Adjustable versus fixed rate loans

With a fixed-rate loan, your monthly payment stays the same for the life of your loan. The amount of the payment allocated to your principal (the actual loan amount) will increase, but your interest payment will go down in the same amount. The property taxes and homeowners insurance will go up over time, but in general, payment amounts on fixed rate loans change little over the life of the loan.

Your first few years of payments on a fixed-rate loan go mostly toward interest. As you pay on the loan, more of your payment goes toward principal.

You can choose a fixed-rate loan in order to lock in a low interest rate. Borrowers select these types of loans when interest rates are low and they want to lock in at this lower rate. If you have an Adjustable Rate Mortgage (ARM) now, refinancing with a fixed-rate loan can offer more consistency in monthly payments. If you currently have an Adjustable Rate Mortgage (ARM), we can help you lock in a fixed-rate at the best rate currently available. Call 1st Credential Mortgage Inc at (281) 778-0805 for details.

There are many different types of Adjustable Rate Mortgages. ARMs usually adjust twice a year, based on various indexes.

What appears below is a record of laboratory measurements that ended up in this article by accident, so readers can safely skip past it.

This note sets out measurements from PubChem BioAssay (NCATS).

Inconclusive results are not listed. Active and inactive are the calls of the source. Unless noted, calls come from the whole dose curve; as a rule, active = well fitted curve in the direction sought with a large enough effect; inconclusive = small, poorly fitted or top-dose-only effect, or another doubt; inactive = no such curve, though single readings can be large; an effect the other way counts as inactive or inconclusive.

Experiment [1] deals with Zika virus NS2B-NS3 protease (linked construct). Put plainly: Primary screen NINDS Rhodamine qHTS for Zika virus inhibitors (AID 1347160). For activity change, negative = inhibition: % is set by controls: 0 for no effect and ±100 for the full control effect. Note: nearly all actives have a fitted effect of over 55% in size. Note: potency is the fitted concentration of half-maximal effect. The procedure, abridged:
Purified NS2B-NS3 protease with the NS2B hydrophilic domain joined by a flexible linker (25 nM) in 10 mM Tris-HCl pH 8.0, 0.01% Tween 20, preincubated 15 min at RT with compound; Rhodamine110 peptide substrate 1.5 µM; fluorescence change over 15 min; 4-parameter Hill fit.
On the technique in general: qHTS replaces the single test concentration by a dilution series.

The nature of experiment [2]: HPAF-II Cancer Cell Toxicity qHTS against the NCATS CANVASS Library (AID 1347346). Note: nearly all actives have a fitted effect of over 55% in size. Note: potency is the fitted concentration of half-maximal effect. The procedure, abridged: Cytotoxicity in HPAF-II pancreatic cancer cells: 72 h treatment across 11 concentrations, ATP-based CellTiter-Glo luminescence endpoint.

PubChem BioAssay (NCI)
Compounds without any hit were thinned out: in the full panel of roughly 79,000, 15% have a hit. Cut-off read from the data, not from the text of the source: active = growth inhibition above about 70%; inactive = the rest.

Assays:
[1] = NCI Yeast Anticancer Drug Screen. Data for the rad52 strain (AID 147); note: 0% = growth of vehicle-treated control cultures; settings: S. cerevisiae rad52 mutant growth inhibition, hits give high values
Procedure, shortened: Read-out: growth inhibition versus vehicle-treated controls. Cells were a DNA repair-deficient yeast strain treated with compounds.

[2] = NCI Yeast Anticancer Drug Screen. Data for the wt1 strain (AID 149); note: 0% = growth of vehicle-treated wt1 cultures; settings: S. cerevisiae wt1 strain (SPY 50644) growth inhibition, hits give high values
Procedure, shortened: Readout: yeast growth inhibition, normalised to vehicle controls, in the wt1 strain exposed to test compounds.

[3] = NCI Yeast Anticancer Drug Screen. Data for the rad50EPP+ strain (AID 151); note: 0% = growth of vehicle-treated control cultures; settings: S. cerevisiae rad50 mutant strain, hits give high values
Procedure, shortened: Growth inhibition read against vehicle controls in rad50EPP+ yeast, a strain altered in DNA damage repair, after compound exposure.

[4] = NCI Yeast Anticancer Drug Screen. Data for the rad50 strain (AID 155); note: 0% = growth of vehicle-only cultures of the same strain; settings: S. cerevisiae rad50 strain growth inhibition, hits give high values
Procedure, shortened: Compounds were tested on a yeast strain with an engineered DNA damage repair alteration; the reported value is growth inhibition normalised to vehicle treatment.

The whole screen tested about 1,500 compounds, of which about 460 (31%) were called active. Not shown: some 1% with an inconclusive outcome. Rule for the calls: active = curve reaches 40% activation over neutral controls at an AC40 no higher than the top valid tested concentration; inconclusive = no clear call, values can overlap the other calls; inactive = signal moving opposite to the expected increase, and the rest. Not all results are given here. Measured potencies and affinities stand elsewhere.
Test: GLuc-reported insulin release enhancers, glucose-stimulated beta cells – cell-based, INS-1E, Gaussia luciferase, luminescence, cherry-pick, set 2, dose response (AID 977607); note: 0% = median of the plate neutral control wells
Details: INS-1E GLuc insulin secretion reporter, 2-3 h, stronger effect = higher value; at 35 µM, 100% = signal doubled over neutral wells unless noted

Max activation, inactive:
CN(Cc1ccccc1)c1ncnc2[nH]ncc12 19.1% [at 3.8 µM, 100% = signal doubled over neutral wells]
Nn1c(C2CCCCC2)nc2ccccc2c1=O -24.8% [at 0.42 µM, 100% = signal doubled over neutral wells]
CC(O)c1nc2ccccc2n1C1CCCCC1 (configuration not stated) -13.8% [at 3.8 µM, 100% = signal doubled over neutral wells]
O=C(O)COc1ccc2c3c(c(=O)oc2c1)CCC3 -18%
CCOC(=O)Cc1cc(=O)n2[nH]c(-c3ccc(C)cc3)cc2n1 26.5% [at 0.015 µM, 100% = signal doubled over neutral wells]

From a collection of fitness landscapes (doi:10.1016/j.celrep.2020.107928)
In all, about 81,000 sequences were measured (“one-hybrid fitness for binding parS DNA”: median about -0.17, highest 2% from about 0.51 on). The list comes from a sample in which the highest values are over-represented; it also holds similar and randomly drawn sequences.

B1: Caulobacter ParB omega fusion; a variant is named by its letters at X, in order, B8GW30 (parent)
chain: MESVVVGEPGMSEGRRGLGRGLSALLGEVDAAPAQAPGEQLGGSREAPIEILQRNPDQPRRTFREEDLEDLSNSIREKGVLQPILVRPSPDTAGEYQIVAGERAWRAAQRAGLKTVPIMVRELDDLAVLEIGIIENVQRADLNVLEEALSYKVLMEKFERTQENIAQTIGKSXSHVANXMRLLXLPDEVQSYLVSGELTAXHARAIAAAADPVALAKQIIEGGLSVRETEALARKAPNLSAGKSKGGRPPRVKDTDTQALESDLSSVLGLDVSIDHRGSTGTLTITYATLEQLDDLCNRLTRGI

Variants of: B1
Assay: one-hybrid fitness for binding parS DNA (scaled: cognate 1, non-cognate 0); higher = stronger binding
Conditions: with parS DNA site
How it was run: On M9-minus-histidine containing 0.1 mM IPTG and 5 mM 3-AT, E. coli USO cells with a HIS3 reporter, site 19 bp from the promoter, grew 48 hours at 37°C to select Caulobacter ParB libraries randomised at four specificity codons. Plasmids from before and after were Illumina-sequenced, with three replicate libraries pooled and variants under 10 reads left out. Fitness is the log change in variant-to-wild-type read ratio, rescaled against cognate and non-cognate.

Most Adjustable Rate Mortgages are capped, which means they won't go up above a certain amount in a given period of time. Some ARMs can't increase more than 2% per year, regardless of the underlying interest rate. Sometimes an ARM features a "payment cap" which ensures your payment will not go above a fixed amount over the course of a given year. In addition, the great majority of ARMs have a "lifetime cap" — your rate won't exceed the cap amount.

ARMs usually start out at a very low rate that may increase as the loan ages. You may have heard about "3/1 ARMs" or "5/1 ARMs". In these loans, the initial rate is fixed for three or five years. After this period it adjusts every year. These types of loans are fixed for a number of years (3 or 5), then they adjust. Loans like this are usually best for borrowers who anticipate moving in three or five years. These types of adjustable rate loans most benefit people who will sell their house or refinance before the loan adjusts.

Most borrowers who choose ARMs do so when they want to take advantage of lower introductory rates and do not plan to stay in the house longer than the introductory low-rate period. ARMs can be risky if property values decrease and borrowers cannot sell their home or refinance their loan.

Have questions about mortgage loans? Call us at (281) 778-0805. We answer questions about different types of loans every day.

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